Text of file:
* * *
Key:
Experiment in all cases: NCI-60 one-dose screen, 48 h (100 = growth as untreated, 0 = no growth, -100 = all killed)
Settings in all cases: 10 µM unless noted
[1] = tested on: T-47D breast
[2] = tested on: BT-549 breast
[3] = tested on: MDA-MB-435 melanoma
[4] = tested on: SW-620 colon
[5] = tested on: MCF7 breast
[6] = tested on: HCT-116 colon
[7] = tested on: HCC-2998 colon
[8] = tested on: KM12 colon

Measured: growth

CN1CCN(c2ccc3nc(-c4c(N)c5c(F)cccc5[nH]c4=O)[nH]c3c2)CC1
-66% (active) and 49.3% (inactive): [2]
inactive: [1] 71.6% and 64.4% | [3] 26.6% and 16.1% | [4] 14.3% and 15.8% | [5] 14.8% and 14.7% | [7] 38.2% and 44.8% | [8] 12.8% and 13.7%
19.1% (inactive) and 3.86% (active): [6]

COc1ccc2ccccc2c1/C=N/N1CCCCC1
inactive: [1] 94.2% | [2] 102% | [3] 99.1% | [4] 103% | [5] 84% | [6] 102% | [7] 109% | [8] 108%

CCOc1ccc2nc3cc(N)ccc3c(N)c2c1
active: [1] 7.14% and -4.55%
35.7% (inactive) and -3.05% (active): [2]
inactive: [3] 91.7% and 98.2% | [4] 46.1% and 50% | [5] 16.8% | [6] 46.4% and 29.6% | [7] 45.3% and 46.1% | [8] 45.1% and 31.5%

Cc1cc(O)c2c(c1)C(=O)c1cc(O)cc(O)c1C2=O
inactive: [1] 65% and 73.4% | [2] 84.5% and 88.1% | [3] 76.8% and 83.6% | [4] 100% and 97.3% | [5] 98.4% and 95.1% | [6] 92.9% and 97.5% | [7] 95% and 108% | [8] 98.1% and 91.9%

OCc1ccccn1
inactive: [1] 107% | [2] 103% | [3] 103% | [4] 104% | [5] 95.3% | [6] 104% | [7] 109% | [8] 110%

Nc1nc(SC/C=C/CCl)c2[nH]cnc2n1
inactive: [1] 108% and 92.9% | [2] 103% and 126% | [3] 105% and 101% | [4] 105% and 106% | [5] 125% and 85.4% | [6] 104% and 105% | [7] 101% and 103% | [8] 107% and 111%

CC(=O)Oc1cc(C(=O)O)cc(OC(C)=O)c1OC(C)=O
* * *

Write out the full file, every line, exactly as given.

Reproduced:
Key:
Experiment in all cases: NCI-60 one-dose screen, 48 h (100 = growth as untreated, 0 = no growth, -100 = all killed)
Settings in all cases: 10 µM unless noted
[1] = tested on: T-47D breast
[2] = tested on: BT-549 breast
[3] = tested on: MDA-MB-435 melanoma
[4] = tested on: SW-620 colon
[5] = tested on: MCF7 breast
[6] = tested on: HCT-116 colon
[7] = tested on: HCC-2998 colon
[8] = tested on: KM12 colon

Measured: growth

CN1CCN(c2ccc3nc(-c4c(N)c5c(F)cccc5[nH]c4=O)[nH]c3c2)CC1
-66% (active) and 49.3% (inactive): [2]
inactive: [1] 71.6% and 64.4% | [3] 26.6% and 16.1% | [4] 14.3% and 15.8% | [5] 14.8% and 14.7% | [7] 38.2% and 44.8% | [8] 12.8% and 13.7%
19.1% (inactive) and 3.86% (active): [6]

COc1ccc2ccccc2c1/C=N/N1CCCCC1
inactive: [1] 94.2% | [2] 102% | [3] 99.1% | [4] 103% | [5] 84% | [6] 102% | [7] 109% | [8] 108%

CCOc1ccc2nc3cc(N)ccc3c(N)c2c1
active: [1] 7.14% and -4.55%
35.7% (inactive) and -3.05% (active): [2]
inactive: [3] 91.7% and 98.2% | [4] 46.1% and 50% | [5] 16.8% | [6] 46.4% and 29.6% | [7] 45.3% and 46.1% | [8] 45.1% and 31.5%

Cc1cc(O)c2c(c1)C(=O)c1cc(O)cc(O)c1C2=O
inactive: [1] 65% and 73.4% | [2] 84.5% and 88.1% | [3] 76.8% and 83.6% | [4] 100% and 97.3% | [5] 98.4% and 95.1% | [6] 92.9% and 97.5% | [7] 95% and 108% | [8] 98.1% and 91.9%

OCc1ccccn1
inactive: [1] 107% | [2] 103% | [3] 103% | [4] 104% | [5] 95.3% | [6] 104% | [7] 109% | [8] 110%

Nc1nc(SC/C=C/CCl)c2[nH]cnc2n1
inactive: [1] 108% and 92.9% | [2] 103% and 126% | [3] 105% and 101% | [4] 105% and 106% | [5] 125% and 85.4% | [6] 104% and 105% | [7] 101% and 103% | [8] 107% and 111%

CC(=O)Oc1cc(C(=O)O)cc(OC(C)=O)c1OC(C)=O